We’ve all heard something similar to, “My chest is on Fire!”

Though really, this could mean a ton of different things. Heartburn is one of the options and it can literally feel like your chest is on fire. Of course, other options may be heart attack, angina, muscle pains, anxiety and much more.

Today I am going to look at Heartburn

Heartburn is also known as acid indigestion, acid reflux, and much more.

The pain arises in the chest, but can also occur in the stomach, throat and back.

It occurs when acid from the stomach becomes to much of a problem. This could happen in the stomach itself or when acid is regurgitated into the esophagus.

This condition is often seen during pregnancy.


This is another name for acid reflux.  This is when the cells of the esophagus are damaged because of the acid.  Often an area on the lower end of the esophagus holds the stomach opening closed until food comes into play.

If this area is damaged or impaired, the acid can become a problem.

Functional Heartburn

This occurs when the heartburn occurs without a known cause.   It can be from other medical disorders like irritable bowel syndrome, gastrointestinal disorders, as well as other causes.


Sometimes, heartburn can follow angina or a heart attack.  Ischemic heart disease may also precede heartburn.

In these cases, treatment of the underlying condition is vitally important.


1.)     Feeling of acid in throat, chest, or stomach
2.)     Regurgitation of food.
3.)     Difficulty sleeping
4.)     Symptoms worsen after spicy foods
5.)     Symptoms worsen after acidic foods
6.)     Symptoms worsen after other foods
7.)     Symptoms worsen after eating
8.)     Symptoms worsen when laying down
9.)     Nausea
10.)     Diarrhea
11.)    Chest pain  (In some cases – traditional heart burn is not felt. Instead, a chest discomfort or pain is seen.)
12.)    Chronic cough
13.)    Breathing difficulties
14.)    Change in voice
15.)    Need to clear throat
16.)    Burping or gas
17.)    Others



Since the cause and symptoms are so overwhelming, symptoms are often treated with Tums, Pepto, or over the counter medications before an actual diagnosis can be seen.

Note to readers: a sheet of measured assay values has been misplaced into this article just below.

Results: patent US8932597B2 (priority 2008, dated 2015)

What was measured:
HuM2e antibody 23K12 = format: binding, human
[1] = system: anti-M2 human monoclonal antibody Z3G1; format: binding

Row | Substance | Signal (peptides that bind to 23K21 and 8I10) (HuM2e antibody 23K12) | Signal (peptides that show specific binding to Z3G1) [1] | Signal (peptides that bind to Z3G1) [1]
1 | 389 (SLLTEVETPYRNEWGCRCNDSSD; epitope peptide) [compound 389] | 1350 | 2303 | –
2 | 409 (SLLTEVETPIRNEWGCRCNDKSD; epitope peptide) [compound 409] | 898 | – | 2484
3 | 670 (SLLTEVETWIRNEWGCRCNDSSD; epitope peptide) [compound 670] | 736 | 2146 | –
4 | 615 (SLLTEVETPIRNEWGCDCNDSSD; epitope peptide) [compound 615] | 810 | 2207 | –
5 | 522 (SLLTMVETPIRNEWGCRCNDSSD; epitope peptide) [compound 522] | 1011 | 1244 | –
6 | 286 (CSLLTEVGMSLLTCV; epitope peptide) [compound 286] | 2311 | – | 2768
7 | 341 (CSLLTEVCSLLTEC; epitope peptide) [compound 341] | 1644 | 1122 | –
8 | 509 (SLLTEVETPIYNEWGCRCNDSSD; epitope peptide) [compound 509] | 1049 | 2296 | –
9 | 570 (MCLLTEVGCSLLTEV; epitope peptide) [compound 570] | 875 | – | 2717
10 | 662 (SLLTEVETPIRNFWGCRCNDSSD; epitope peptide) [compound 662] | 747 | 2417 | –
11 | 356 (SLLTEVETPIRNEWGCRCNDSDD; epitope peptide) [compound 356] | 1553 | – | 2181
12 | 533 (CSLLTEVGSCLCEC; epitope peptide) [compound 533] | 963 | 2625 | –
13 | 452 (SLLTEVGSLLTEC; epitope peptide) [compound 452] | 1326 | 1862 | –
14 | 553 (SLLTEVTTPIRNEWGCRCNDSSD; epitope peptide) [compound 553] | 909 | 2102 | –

Diagnosis is primarily done by signs and symptoms.  Pregnancy is another place where symptoms can be seen.

A normal X-ray is usually unhelpful.

Another specific X-ray can be done called an Upper GI series. It will find ulcers in some cases. A fasting is done.  A drink is given that will help enhance the X-ray.  Can also be called a barium swallow.


This is another diagnostic approach.  It is done with a camera that enters the mouth and continues into the stomach. It can evaluate tissue, damage, ulcers, and much more. Biopsies can be taken to examine tissue, ulcers, or blockage.

The endoscopy is a scope that is highly used for chronic heartburn.

In some cases hiatal hernia can be seen.  In these cases, an out pocketing of the stomach results in a larger chance for heartburn.

Ulcers are often seen through endoscopy

pH monitoring –

A probe is placed through the nose that can record the acidity of the esophagus.  The stomach has a specific acid level.   When the acidity ph changes – a larger amount of heartburn can be seen.



1.)     Lose weight
2.)     Sleep on left side of body
3.)     Sleep with upper body raised
4.)     Avoid spicy foods
5.)     Avoid acid foods
6.)     Exercise
7.)     Eat smaller meals



Often treatment consists of starting with over-the-counter medications including TUMs or Antacids.  Fiber tabs may be beneficial in some cases

If symptoms don’t improve, prescription medications to treat acid production can be given. In some cases, these medications are becoming over-the-counter.  But continued heartburn should be discussed with a medical provider.

Surgery – when the cause is a hiatal hernia, which can increase the acid in the esophagus, surgery is a great choice. Not something that everyone with a hiatial hernia needs, but it should be considered.

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